Stephanie Morain

Stephanie Morain

Assistant Professor, Johns Hopkins Bloomberg School of Public Health

Dissertation Title:"Contested Boundaries: Evaluating Institutional and Government Authority in Academia and Public Health"

This dissertation explores tensions between individual freedom and institutional authority.

Chapter one examines public perceptions of the legitimacy of "new frontier" public health measures. I present results from a national survey of 1,817 adults concerning the acceptability of public health interventions for noncommunicable diseases. We found that support for these interventions is high overall; strongly associated with race and political orientation; and tied to perceptions of democratic representation in policy making. There was much support for strategies that enable people to exercise healthful choices, but considerably less for more coercive measures. These findings suggest that the least coercive path will be the smoothest. Additionally, the findings underscore the need for policy makers to involve the public in decision making, understand the public's values, and communicate how policy decisions reflect this understanding.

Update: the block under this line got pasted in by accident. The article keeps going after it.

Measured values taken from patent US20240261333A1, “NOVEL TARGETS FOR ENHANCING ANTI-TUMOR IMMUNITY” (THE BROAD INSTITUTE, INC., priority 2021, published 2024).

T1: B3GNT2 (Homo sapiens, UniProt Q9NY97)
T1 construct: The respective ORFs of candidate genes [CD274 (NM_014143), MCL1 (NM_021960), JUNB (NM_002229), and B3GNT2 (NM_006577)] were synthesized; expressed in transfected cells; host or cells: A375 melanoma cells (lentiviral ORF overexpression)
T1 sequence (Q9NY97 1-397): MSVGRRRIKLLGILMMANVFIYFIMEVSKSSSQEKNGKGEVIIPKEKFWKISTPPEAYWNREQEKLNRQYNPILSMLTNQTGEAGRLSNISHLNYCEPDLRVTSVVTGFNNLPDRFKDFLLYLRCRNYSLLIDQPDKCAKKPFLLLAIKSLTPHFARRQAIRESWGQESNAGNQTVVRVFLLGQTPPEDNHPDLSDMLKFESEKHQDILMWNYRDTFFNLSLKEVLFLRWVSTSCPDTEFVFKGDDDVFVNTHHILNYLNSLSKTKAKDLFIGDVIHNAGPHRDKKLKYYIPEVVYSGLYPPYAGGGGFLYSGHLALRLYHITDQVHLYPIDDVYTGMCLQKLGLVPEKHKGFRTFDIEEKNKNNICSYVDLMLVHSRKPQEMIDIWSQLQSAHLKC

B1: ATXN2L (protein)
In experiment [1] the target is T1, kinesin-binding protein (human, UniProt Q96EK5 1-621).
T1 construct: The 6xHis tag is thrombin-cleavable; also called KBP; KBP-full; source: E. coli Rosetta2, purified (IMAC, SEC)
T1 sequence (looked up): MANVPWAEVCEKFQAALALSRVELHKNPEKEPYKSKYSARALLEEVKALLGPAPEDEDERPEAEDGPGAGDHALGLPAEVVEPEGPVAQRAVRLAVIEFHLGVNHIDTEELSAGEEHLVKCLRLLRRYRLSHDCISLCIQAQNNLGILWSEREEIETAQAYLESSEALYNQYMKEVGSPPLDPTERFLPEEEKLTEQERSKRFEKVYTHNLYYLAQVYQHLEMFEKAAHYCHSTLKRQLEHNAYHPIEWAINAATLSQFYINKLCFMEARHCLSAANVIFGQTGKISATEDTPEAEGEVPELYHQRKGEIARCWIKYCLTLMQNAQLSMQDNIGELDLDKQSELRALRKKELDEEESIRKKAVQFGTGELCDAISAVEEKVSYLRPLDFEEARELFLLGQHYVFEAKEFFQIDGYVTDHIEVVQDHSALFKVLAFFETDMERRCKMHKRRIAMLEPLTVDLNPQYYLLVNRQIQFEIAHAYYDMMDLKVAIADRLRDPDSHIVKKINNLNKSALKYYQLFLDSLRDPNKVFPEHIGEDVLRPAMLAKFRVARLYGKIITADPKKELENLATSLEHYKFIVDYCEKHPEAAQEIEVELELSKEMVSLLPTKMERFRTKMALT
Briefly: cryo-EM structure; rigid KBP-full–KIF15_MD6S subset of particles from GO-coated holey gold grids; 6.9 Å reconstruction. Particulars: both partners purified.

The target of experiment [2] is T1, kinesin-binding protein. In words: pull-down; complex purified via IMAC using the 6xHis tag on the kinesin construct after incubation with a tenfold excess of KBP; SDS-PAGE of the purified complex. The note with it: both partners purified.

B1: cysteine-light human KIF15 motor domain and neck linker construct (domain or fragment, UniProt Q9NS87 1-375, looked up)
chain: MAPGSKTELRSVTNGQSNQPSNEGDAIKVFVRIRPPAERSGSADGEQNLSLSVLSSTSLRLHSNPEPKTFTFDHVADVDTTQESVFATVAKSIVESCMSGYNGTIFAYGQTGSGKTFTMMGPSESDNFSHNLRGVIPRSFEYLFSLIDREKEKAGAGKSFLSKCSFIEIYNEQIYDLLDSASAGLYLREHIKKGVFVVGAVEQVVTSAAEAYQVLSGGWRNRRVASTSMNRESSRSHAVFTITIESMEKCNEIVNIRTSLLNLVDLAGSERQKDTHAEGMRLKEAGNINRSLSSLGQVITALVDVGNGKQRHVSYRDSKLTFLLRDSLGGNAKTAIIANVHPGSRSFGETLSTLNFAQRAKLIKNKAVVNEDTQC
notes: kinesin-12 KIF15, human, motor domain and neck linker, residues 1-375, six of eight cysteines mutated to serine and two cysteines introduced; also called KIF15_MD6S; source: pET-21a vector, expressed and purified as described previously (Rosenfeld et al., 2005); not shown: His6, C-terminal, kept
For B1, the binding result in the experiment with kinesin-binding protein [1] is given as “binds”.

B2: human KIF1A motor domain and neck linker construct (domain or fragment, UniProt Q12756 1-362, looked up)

Chapter two provides a normative analysis of the legitimacy of public health efforts to address noncommunicable disease. I argue that we should move away from the harm principle as the basis for assessing the legitimacy of public health measures, and introduce John Rawls's legitimacy principle as an alternative framework by which to assess the state's moral authority to enact these new measures. I suggest that the legitimacy principle better frames the relevant liberty interests at issue in questions of public health policy, and may offer a more robust protection for individual liberty than does the Millian harm principle.

Chapter three examines institutional approaches to the oversight of faculty-industry consulting relationships within academic medical centers. I report on a Delphi study to elicit medical school administrators' views about the oversight of such relationships. We found strong support for two oversight strategies: providing educational resources to faculty regarding consulting relationships with industry, and policies that would bring consulting agreements under institutional review. Finally, respondents opposed the use of categorical prohibitions on consulting relationships with specific industries, recommending instead that agreements be evaluated based upon the specific activities of the relationship rather than upon the type of industry. We conclude with specific recommendations for medical schools for the management of faculty-industry consulting relationships.


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